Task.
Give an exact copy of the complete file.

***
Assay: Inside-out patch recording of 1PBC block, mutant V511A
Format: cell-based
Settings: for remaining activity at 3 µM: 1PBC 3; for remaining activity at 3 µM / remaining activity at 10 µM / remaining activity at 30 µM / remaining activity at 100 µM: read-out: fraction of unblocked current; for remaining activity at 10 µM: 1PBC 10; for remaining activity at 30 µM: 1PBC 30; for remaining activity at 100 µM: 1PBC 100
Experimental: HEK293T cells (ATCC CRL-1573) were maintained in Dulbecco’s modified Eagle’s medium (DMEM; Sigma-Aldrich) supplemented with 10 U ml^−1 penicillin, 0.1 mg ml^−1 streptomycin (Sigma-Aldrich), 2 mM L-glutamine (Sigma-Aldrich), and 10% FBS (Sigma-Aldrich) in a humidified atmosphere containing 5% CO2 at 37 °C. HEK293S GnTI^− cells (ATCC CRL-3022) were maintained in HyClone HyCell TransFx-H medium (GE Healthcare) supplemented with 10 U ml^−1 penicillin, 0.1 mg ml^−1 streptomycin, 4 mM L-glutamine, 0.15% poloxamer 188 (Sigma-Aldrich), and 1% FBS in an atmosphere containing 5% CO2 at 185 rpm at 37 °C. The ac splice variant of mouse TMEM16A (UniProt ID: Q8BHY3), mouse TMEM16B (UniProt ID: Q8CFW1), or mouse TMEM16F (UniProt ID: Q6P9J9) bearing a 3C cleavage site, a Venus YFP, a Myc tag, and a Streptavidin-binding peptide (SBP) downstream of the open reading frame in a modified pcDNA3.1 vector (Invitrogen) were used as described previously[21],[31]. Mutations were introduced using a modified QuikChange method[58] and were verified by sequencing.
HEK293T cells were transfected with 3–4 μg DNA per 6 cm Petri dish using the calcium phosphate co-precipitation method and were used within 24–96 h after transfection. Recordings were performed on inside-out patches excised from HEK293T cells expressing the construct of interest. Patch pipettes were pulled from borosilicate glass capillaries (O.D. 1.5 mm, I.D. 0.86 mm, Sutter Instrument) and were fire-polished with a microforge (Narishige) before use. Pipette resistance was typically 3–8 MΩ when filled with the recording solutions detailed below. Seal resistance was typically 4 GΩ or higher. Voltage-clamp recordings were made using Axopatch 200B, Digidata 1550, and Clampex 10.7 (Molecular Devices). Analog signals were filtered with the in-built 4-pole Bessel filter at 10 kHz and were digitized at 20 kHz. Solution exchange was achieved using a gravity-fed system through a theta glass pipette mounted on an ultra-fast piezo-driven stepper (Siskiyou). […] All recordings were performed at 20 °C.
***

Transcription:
Assay: Inside-out patch recording of 1PBC block, mutant V511A
Format: cell-based
Settings: for remaining activity at 3 µM: 1PBC 3; for remaining activity at 3 µM / remaining activity at 10 µM / remaining activity at 30 µM / remaining activity at 100 µM: read-out: fraction of unblocked current; for remaining activity at 10 µM: 1PBC 10; for remaining activity at 30 µM: 1PBC 30; for remaining activity at 100 µM: 1PBC 100
Experimental: HEK293T cells (ATCC CRL-1573) were maintained in Dulbecco’s modified Eagle’s medium (DMEM; Sigma-Aldrich) supplemented with 10 U ml^−1 penicillin, 0.1 mg ml^−1 streptomycin (Sigma-Aldrich), 2 mM L-glutamine (Sigma-Aldrich), and 10% FBS (Sigma-Aldrich) in a humidified atmosphere containing 5% CO2 at 37 °C. HEK293S GnTI^− cells (ATCC CRL-3022) were maintained in HyClone HyCell TransFx-H medium (GE Healthcare) supplemented with 10 U ml^−1 penicillin, 0.1 mg ml^−1 streptomycin, 4 mM L-glutamine, 0.15% poloxamer 188 (Sigma-Aldrich), and 1% FBS in an atmosphere containing 5% CO2 at 185 rpm at 37 °C. The ac splice variant of mouse TMEM16A (UniProt ID: Q8BHY3), mouse TMEM16B (UniProt ID: Q8CFW1), or mouse TMEM16F (UniProt ID: Q6P9J9) bearing a 3C cleavage site, a Venus YFP, a Myc tag, and a Streptavidin-binding peptide (SBP) downstream of the open reading frame in a modified pcDNA3.1 vector (Invitrogen) were used as described previously[21],[31]. Mutations were introduced using a modified QuikChange method[58] and were verified by sequencing.
HEK293T cells were transfected with 3–4 μg DNA per 6 cm Petri dish using the calcium phosphate co-precipitation method and were used within 24–96 h after transfection. Recordings were performed on inside-out patches excised from HEK293T cells expressing the construct of interest. Patch pipettes were pulled from borosilicate glass capillaries (O.D. 1.5 mm, I.D. 0.86 mm, Sutter Instrument) and were fire-polished with a microforge (Narishige) before use. Pipette resistance was typically 3–8 MΩ when filled with the recording solutions detailed below. Seal resistance was typically 4 GΩ or higher. Voltage-clamp recordings were made using Axopatch 200B, Digidata 1550, and Clampex 10.7 (Molecular Devices). Analog signals were filtered with the in-built 4-pole Bessel filter at 10 kHz and were digitized at 20 kHz. Solution exchange was achieved using a gravity-fed system through a theta glass pipette mounted on an ultra-fast piezo-driven stepper (Siskiyou). […] All recordings were performed at 20 °C.